If the choice view or the minimal Liberal view licenses agnosticism on the issue of dru such individuals suffer impaired autonomy or not it ause us wondering what, if lf, a clear case of impaired autonomy abus be. As one of us has argued elsewhere, to insist either that such users are motivated by pleasure or reward moddel to make this the default assumption makes the Choice model stipulative rather than genuinely abyse of movel range of cases 34. This is a pity since both the choice model and the Liberal Teh to The pleasure model of drug abuse it gives rise have insightful things to say about addiction and the role of pleasure in establishing and maintaining it. Conflict of Interest Statement The authors declare that the research was conducted in the absence of any commercial or financial relationships that pleasur be abus as a midel conflict of interest.

Acknowledgments The pleasure model of drug abuse thank the editors peasure the referees, Owen Flanagan and Bennett Foddy for their very helpful comments on this piece. We also gratefully acknowledge the support of the Australian Research Council DP for our research project on addiction and moral identity. Footnotes 1All in-text references to Foddy and Savulescu will be to this work. Certainly the claims about monopolization of attention, pleasuer sensitization, and cue-driven behavior in addiction are uncontroversial and have been established in many psychological studies that plwasure not rely on neuroscience. Addiction mosel aims to uncover the neural mechanisms that drive behavior. Perhaps the work abuae have cited — though it is certainly in the mainstream — does not successfully uncover those mechanisms and explain the observed phenomena.

It might explain too little: It might on the other hand explain too much. They say the same responses have been observed for a wide range of non-drug substances so either we must say that people may be addicted to all these other substances a reductio or the research simply describes normal responses to pleasure and does not serve to support the view that addicts are in any way impaired qua addicted. Perhaps they are right; more work needs to be done to test this view. But there is at least a respectable body of opinion that people may form addictions to non-drug substances such as sugar and to activities such as gambling, with similar behavioral features and consequences mutatis mutandis to drug addictions.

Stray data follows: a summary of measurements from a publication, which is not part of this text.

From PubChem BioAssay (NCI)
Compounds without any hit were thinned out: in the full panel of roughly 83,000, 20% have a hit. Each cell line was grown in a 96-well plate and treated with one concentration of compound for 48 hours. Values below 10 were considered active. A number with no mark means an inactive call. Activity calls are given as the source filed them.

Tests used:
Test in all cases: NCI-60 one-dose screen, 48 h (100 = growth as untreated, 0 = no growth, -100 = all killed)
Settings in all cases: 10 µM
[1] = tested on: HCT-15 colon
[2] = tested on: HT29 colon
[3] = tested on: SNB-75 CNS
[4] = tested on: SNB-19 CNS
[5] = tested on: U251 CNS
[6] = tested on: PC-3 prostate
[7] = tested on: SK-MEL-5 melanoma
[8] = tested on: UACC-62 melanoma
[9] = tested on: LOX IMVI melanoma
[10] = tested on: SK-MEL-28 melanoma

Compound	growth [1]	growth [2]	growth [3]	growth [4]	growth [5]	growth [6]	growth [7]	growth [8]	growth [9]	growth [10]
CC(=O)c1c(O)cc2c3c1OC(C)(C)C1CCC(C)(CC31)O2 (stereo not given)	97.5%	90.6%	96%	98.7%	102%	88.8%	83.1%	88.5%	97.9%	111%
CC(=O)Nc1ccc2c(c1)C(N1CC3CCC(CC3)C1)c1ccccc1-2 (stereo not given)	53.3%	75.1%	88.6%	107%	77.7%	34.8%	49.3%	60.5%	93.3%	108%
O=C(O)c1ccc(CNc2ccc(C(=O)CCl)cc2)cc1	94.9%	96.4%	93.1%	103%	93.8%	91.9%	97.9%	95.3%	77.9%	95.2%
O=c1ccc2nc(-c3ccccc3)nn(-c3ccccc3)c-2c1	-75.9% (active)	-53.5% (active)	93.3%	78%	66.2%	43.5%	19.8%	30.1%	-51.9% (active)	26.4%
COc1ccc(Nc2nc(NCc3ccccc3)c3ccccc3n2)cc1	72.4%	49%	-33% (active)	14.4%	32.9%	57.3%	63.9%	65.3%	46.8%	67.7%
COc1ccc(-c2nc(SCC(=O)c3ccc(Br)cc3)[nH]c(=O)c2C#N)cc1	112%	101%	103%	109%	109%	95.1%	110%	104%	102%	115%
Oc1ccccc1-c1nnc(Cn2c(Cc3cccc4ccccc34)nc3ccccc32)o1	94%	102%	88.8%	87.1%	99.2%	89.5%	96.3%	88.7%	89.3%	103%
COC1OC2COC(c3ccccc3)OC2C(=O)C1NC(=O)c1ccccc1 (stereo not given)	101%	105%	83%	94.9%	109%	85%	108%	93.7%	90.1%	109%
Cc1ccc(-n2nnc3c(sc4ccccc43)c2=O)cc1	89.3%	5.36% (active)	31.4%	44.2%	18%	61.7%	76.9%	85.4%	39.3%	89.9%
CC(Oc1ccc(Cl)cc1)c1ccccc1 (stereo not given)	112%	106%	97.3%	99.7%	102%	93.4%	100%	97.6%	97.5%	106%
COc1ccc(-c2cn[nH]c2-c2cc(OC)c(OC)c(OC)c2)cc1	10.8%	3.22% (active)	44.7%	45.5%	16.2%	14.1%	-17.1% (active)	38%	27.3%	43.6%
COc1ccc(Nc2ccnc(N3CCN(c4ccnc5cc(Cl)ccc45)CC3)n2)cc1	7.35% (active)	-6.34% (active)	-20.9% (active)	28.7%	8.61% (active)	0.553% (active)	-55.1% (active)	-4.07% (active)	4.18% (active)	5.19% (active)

Whether this will extend to include such apparently innocent substances such as water and milk as Foddy and Savulescu suggest remains to be seen since the studies they refer to have not, to our knowledge, been replicated. See Kennett 20 for a detailed account. Nor is to suggest that chronically weak-willed individuals are not also lacking autonomy. We think they are to the extent that they become synchronic, disunified agents — see discussion below and see also Levy 21 for an interpretation along these lines of the failure of autonomy in addiction.

There is no space here to provide a complete description and defense of the distinction we have outlined between weakness of will and compulsion: Foddy B, Savulescu J. A liberal account of addiction. Philos Psychiatry Psychol 17 1: Monterosso J, Ainslie G. The picoeconomic approach to addictions: Addict Res Theory 17 2: Addiction, choice, and disease: Neuroscience and Legal Responsibility. Oxford University Press; Kennett J, McConnell D. Inquiry 56 5: Pharmacological Lies and the Addiction Bureaucracy. The neural basis of drug craving: Brain Res Brain Res Rev 18 3: Dissecting components of reward: Curr Opin Pharmacol 9 1: Neuropsychopharmacology 35 1: The neural basis of addiction: Am J Psychiatry 8: Ethical and Social Implications.

Neural mechanisms of addiction: Annu Rev Neurosci Inquiry 52 4: Bioessays 32 9: Kennett J, Matthews S. Identity, control and responsibility: Philos Psychol The unity and disunity of agency. Philos Psychiatry Psychol 10 4: MacKenzie C, Atkins K, editors. Practical Identity and Narrative Agency. Mental time travel, agency and responsibility. Matthew B, Lisa B, editors. Psychiatry as Cognitive Neuroscience: A Common-Sense Moral Psychology. Can J Philos How do drugs produce pleasure? Pleasure or euphoria—the high from drugs—is still poorly understood, but probably involves surges of chemical signaling compounds including the body's natural opioids endorphins and other neurotransmitters in parts of the basal ganglia the reward circuit.